So, your 4 links will not leak. That is: They will not pass any PR on, as there is nothing to pass it on to. Your six remaining links will pass on 1/6 of the total amount passed on. That is, the total amount "passed on" will be the same, it will only benefit 6 pages in stead of 10. As 1/6 is greater than 1/10 this is good for the pages that get some.
<edit>typos, clarified text</edit>
Made_In_Sheffield: Beware with your head, you can break the wall! ;)
Everybody: I will remember to all of you that in post 23 I explained what is Java and JS. Please name things by their name before I join Made_In_Sheffield's autodestructive behaviour (and my walls won't last too much, so I'll break my neighbours' ones!)
claus: You said that a link can be hidden in a Java-applet, but I'm not sure: linking outside the applet's home domain is valid with Java security policies?
Imaster: I'll give you a quick definition 'bout PR leak:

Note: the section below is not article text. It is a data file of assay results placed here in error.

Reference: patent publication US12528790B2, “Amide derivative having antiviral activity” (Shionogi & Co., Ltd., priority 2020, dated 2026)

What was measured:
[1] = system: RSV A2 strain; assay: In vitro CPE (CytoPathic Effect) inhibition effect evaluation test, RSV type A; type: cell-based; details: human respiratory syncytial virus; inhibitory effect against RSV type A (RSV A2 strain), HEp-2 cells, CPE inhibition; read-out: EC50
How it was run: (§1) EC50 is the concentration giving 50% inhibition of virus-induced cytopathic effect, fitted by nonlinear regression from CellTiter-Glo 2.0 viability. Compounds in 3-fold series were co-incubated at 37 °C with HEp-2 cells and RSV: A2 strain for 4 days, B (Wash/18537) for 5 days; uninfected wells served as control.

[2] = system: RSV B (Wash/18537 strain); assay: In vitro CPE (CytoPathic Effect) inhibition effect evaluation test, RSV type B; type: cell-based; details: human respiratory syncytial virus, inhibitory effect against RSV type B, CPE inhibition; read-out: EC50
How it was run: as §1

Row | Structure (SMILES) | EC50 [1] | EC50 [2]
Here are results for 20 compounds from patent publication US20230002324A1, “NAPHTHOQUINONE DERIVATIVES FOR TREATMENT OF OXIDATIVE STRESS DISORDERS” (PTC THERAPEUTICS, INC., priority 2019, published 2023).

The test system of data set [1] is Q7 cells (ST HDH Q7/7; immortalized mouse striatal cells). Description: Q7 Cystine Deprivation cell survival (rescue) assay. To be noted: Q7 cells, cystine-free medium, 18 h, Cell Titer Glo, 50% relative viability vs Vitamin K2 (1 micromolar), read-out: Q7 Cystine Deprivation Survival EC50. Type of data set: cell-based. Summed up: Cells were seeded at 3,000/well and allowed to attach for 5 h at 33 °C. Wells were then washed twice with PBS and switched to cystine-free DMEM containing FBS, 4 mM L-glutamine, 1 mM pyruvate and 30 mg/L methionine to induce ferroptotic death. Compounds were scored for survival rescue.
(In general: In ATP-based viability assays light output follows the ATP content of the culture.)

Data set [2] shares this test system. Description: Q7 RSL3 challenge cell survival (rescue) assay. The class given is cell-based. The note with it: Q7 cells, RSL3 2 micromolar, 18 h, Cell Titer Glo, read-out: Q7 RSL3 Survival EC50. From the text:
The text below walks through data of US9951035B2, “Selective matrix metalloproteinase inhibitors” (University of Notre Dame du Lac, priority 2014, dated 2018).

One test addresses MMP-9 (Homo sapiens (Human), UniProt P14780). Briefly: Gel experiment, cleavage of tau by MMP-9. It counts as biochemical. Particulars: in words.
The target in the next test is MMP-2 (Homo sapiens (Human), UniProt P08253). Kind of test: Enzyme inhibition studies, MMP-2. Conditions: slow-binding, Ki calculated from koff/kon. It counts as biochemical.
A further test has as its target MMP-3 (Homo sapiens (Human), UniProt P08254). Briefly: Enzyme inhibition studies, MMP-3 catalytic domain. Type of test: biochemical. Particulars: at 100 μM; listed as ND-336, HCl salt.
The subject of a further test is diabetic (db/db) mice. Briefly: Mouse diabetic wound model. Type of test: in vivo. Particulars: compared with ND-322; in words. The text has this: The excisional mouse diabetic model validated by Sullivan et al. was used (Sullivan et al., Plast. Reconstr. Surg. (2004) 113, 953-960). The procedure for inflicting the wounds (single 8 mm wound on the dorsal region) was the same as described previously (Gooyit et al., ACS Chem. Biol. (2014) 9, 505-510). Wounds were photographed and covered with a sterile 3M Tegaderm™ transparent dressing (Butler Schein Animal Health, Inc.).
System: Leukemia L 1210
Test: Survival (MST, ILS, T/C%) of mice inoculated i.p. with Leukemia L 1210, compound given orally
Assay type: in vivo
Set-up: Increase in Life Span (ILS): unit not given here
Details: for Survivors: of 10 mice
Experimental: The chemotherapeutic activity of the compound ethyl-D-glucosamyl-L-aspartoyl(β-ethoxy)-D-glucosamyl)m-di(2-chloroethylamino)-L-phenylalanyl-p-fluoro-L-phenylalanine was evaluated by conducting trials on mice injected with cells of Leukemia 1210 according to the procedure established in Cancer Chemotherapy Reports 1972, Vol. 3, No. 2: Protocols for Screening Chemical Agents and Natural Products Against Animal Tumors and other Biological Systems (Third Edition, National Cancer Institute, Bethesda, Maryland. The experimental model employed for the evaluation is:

A page gives PR to the pages it links to without losing its own. If the other page links back, then it'll give more PR to the 1st page. If your 1st page has more links, each one will carry less PR, so the 2nd pages that link back will return less. The page never losses PR by linking out, but it might happen that it gains less than before: this is what is called PR leak.
|Google definitely has followed the java links on my site. I have text links on the bottoms of the pages now, but Google indexed the pages before the text links were there. |
The wierd thing is, I have a client's site that uses the same type of java scripting, and the Goo didn't make it past the first page the first time it got crawled.
GoogleBot might have visited the pages in question, if you visited the page and had the Google ToolBar turned on to send data to Google.
Thats how Google finds new sites/pages...
|Made In Sheffield|
I disagree, I don't think Google do find pages in this way.
If a page is not linked to by another page then it is not part of the web as Google sees it and will therefore not be added to the index by my understanding. I think the only way Google finds pages is by following links from other sites. I'm pretty sure that submitting your site to Google does no good unless you have a link from another site (which kind of makes it a pointless exercise apart from making you feel better). Anyone want to correct me on any of that?